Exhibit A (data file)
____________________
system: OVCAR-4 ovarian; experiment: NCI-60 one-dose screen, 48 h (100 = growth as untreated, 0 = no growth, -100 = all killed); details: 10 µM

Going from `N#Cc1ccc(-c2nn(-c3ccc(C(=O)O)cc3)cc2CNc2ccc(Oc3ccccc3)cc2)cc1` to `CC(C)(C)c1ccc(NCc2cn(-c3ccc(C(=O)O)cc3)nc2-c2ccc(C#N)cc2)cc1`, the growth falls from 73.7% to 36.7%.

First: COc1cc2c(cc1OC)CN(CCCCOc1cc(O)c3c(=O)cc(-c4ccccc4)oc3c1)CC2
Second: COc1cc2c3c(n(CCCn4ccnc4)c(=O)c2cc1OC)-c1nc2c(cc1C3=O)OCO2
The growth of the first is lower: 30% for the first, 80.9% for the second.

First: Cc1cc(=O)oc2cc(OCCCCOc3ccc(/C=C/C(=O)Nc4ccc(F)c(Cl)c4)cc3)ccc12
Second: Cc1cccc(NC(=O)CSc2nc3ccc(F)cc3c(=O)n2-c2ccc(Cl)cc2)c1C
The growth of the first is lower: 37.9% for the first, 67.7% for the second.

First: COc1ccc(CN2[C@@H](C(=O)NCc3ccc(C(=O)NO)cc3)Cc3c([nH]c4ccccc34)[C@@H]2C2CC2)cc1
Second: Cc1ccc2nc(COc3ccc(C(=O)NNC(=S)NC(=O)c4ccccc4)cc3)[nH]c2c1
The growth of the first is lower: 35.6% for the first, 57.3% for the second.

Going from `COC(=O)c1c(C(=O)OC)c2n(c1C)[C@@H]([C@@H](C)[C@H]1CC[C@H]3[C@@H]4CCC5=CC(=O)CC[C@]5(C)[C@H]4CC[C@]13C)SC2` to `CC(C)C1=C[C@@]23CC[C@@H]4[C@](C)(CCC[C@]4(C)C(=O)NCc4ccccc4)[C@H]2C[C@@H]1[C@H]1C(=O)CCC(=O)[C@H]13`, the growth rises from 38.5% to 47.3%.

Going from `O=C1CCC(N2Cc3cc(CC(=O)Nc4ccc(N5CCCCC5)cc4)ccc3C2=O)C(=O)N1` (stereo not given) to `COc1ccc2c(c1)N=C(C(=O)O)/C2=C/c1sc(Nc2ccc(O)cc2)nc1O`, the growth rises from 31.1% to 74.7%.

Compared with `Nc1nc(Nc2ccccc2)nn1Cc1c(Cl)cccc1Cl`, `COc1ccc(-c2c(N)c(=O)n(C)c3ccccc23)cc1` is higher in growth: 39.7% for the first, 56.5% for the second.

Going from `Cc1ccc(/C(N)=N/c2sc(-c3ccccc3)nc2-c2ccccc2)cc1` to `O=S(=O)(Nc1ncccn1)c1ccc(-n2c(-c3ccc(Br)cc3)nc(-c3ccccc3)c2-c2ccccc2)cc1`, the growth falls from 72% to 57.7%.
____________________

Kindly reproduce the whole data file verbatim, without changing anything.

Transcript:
system: OVCAR-4 ovarian; experiment: NCI-60 one-dose screen, 48 h (100 = growth as untreated, 0 = no growth, -100 = all killed); details: 10 µM

Going from `N#Cc1ccc(-c2nn(-c3ccc(C(=O)O)cc3)cc2CNc2ccc(Oc3ccccc3)cc2)cc1` to `CC(C)(C)c1ccc(NCc2cn(-c3ccc(C(=O)O)cc3)nc2-c2ccc(C#N)cc2)cc1`, the growth falls from 73.7% to 36.7%.

First: COc1cc2c(cc1OC)CN(CCCCOc1cc(O)c3c(=O)cc(-c4ccccc4)oc3c1)CC2
Second: COc1cc2c3c(n(CCCn4ccnc4)c(=O)c2cc1OC)-c1nc2c(cc1C3=O)OCO2
The growth of the first is lower: 30% for the first, 80.9% for the second.

First: Cc1cc(=O)oc2cc(OCCCCOc3ccc(/C=C/C(=O)Nc4ccc(F)c(Cl)c4)cc3)ccc12
Second: Cc1cccc(NC(=O)CSc2nc3ccc(F)cc3c(=O)n2-c2ccc(Cl)cc2)c1C
The growth of the first is lower: 37.9% for the first, 67.7% for the second.

First: COc1ccc(CN2[C@@H](C(=O)NCc3ccc(C(=O)NO)cc3)Cc3c([nH]c4ccccc34)[C@@H]2C2CC2)cc1
Second: Cc1ccc2nc(COc3ccc(C(=O)NNC(=S)NC(=O)c4ccccc4)cc3)[nH]c2c1
The growth of the first is lower: 35.6% for the first, 57.3% for the second.

Going from `COC(=O)c1c(C(=O)OC)c2n(c1C)[C@@H]([C@@H](C)[C@H]1CC[C@H]3[C@@H]4CCC5=CC(=O)CC[C@]5(C)[C@H]4CC[C@]13C)SC2` to `CC(C)C1=C[C@@]23CC[C@@H]4[C@](C)(CCC[C@]4(C)C(=O)NCc4ccccc4)[C@H]2C[C@@H]1[C@H]1C(=O)CCC(=O)[C@H]13`, the growth rises from 38.5% to 47.3%.

Going from `O=C1CCC(N2Cc3cc(CC(=O)Nc4ccc(N5CCCCC5)cc4)ccc3C2=O)C(=O)N1` (stereo not given) to `COc1ccc2c(c1)N=C(C(=O)O)/C2=C/c1sc(Nc2ccc(O)cc2)nc1O`, the growth rises from 31.1% to 74.7%.

Compared with `Nc1nc(Nc2ccccc2)nn1Cc1c(Cl)cccc1Cl`, `COc1ccc(-c2c(N)c(=O)n(C)c3ccccc23)cc1` is higher in growth: 39.7% for the first, 56.5% for the second.

Going from `Cc1ccc(/C(N)=N/c2sc(-c3ccccc3)nc2-c2ccccc2)cc1` to `O=S(=O)(Nc1ncccn1)c1ccc(-n2c(-c3ccc(Br)cc3)nc(-c3ccccc3)c2-c2ccccc2)cc1`, the growth falls from 72% to 57.7%.